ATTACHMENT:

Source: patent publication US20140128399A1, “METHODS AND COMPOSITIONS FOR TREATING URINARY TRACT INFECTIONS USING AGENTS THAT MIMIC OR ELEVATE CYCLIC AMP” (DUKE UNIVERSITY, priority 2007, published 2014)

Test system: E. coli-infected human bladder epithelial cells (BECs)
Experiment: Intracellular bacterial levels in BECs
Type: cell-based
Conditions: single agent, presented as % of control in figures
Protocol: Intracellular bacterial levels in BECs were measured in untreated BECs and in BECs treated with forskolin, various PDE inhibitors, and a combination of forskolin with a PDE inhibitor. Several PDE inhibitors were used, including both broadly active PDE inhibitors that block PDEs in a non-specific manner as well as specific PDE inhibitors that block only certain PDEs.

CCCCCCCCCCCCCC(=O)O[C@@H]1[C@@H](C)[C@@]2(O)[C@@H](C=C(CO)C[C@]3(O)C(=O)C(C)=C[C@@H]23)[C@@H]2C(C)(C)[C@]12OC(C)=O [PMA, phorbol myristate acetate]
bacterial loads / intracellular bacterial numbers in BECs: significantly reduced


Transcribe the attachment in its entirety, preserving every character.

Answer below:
Source: patent publication US20140128399A1, “METHODS AND COMPOSITIONS FOR TREATING URINARY TRACT INFECTIONS USING AGENTS THAT MIMIC OR ELEVATE CYCLIC AMP” (DUKE UNIVERSITY, priority 2007, published 2014)

Test system: E. coli-infected human bladder epithelial cells (BECs)
Experiment: Intracellular bacterial levels in BECs
Type: cell-based
Conditions: single agent, presented as % of control in figures
Protocol: Intracellular bacterial levels in BECs were measured in untreated BECs and in BECs treated with forskolin, various PDE inhibitors, and a combination of forskolin with a PDE inhibitor. Several PDE inhibitors were used, including both broadly active PDE inhibitors that block PDEs in a non-specific manner as well as specific PDE inhibitors that block only certain PDEs.

CCCCCCCCCCCCCC(=O)O[C@@H]1[C@@H](C)[C@@]2(O)[C@@H](C=C(CO)C[C@]3(O)C(=O)C(C)=C[C@@H]23)[C@@H]2C(C)(C)[C@]12OC(C)=O [PMA, phorbol myristate acetate]
bacterial loads / intracellular bacterial numbers in BECs: significantly reduced